In this article, we'll cover all the ways you can share resources in Figma. Your Figma team or plan will determine what access and permissions are available.
What can you share?
You can share different kinds of assets in Figma: files, prototypes, projects and teams. If you're part of an organization, you can also invite people to the organization.
You can think of these as different levels of sharing—with the team or organization as the highest level and a file or prototype as the lowest or most granular.
In most circumstances, giving someone access at one level gives them access to the level below it.
For example: if you invite someone to a team they get access to all the projects (and files) in that team. If you invite someone to a specific file, but not the team, they get access to just that file but no other team projects and files.
How can you share?
There are three main methods for sharing resources in Figma:
- Share a link to a resource
- Invite people to a specific resource
- Embed a file or prototype outside of Figma
|Only if domain capture is off
The fastest way to share your work with collaborators is to send them a link. You can copy and share links to files and prototypes, projects, and teams.
If they already have access to the team, project, or file they can interact with it based on those permissions. If they don't, the default link sharing settings will determine their access. Share files and prototypes →
Team admins can always reset or turn off invite links to remove unredeemed links. Use team invite links →
You can invite someone to a file, a project, a team, or an entire organization. You’ll need the person's email address to invite them. They’ll receive an email invitation and a notification in their Figma account. To access the file, project, or team, they just need to accept the invitation.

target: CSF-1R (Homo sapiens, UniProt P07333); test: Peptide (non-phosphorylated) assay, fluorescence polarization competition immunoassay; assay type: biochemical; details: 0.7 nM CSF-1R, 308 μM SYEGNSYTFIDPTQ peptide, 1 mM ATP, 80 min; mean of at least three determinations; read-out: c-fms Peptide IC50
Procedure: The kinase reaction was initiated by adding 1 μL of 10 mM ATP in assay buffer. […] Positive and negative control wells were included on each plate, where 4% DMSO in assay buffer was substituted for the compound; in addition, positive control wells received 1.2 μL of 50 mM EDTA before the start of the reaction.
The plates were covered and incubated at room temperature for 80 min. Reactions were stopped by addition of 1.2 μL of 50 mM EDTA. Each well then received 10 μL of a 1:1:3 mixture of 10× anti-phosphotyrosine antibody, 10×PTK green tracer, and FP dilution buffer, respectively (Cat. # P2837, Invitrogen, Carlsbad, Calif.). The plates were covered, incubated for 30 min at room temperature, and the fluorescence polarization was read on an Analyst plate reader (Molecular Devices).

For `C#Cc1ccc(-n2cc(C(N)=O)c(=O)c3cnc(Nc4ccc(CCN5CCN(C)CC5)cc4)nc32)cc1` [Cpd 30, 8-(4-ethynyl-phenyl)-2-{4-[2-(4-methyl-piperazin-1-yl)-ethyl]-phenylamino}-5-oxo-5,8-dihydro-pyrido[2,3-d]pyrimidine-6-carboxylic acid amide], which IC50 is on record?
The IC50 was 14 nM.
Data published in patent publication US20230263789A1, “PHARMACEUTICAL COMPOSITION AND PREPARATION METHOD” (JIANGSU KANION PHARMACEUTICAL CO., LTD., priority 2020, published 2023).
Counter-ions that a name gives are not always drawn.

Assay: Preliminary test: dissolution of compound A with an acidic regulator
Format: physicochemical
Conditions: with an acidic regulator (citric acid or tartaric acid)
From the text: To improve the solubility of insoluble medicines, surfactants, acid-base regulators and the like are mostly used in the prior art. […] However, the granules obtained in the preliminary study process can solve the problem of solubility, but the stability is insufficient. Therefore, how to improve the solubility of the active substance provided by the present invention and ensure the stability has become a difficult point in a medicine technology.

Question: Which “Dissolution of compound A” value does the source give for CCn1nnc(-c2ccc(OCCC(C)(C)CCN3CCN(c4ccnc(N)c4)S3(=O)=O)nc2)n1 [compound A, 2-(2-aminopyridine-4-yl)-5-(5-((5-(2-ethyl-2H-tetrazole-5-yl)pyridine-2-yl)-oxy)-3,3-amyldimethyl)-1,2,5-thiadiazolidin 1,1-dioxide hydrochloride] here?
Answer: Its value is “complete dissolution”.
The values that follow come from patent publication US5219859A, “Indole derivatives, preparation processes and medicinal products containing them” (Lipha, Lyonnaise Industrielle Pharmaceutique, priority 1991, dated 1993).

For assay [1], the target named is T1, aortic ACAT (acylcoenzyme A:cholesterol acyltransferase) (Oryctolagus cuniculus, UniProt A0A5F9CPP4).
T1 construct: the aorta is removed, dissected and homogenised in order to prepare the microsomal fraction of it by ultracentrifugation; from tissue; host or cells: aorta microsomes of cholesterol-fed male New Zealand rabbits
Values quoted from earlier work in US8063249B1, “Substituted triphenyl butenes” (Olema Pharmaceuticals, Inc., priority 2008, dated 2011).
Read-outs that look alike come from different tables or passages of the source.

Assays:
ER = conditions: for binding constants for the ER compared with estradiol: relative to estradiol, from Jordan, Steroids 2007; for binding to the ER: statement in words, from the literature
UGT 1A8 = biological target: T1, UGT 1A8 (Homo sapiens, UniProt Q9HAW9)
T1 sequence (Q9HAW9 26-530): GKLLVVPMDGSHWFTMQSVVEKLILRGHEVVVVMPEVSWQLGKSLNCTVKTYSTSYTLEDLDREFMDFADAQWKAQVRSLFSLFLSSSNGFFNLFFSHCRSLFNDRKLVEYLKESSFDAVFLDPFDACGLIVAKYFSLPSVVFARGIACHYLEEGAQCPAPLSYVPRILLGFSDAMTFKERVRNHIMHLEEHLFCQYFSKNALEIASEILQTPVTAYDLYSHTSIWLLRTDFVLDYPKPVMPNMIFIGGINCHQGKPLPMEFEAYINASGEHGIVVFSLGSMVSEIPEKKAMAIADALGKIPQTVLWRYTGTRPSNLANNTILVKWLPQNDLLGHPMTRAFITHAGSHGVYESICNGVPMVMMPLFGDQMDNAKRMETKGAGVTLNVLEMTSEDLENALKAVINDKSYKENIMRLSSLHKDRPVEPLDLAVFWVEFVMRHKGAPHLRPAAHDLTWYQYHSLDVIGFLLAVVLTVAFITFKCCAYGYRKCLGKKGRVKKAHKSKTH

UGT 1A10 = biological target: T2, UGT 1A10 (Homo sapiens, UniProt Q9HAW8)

- Invite to files and projects to give them access to a single file, or all the files in a specific project.
- Invite people to a team to give them access to all files and projects in the team.
- Add members and guests to an organization, or specific assets within the organization.
Embed outside Figma
Embed files and prototype in a website or browser-based applications to bring your designs and prototypes to your team.
- Add style and component libraries in your design system documentation
- Include detailed feature designs and explorations in a PRD, spec document, or user story
- Keep your FigJam files alongside meeting notes
- Embed or share prototypes in testing environments
What permissions are there?
There are a few settings that control access in Figma. Your team or organization plan will determine which permissions are available.
One key concept to understand is the difference between
can view and
can edit access. People with
can edit access can make changes to files and projects, while people with
can view access can only perform certain 'read only' actions, like inspecting properties, following, and commenting.
These permissions have a different purpose between plans:
- On free plans:
can editpermissions control a person's ability to edit team files.
- On paid plans: A person's seat type determines if they can edit design or FigJam files. While their
can editpermissions determine which files and projects they can edit.
Select your plan to explore the permissions for each type of resource:
- Starter plan permissions
- Education plan permissions
- Professional plan permissions
- Organization plan permissions
- Enterprise plan permissions
What happens if you have conflicting permissions?
It's possible for people to have different permissions on teams, projects, and files. These can be explicit permissions or inherited permissions. If there are conflicting permissions, Figma will honor the more permissive option.
- If you invite someone to a team, their permissions on team projects and files are inherited from their team permissions.
- If you invite someone to a specific resource — like a file or project — you are giving them explicit permissions on that resource.
- If someone gets access to a file by opening the link, they'll get the file's default permissions. These permissions are similar to inherited permissions.
In some circumstances, you can override someone's inherited permissions by giving them explicit permissions on a resource. This only works for situations where the explicit permission gives them more access.
For example: James has
can view permissions on the Product team. His manager, Vanessa, invites him to a specific file with
can edit access.
With explicit edit access to the file, James is able to make edits to that file. He only has view access to other files and projects in that team.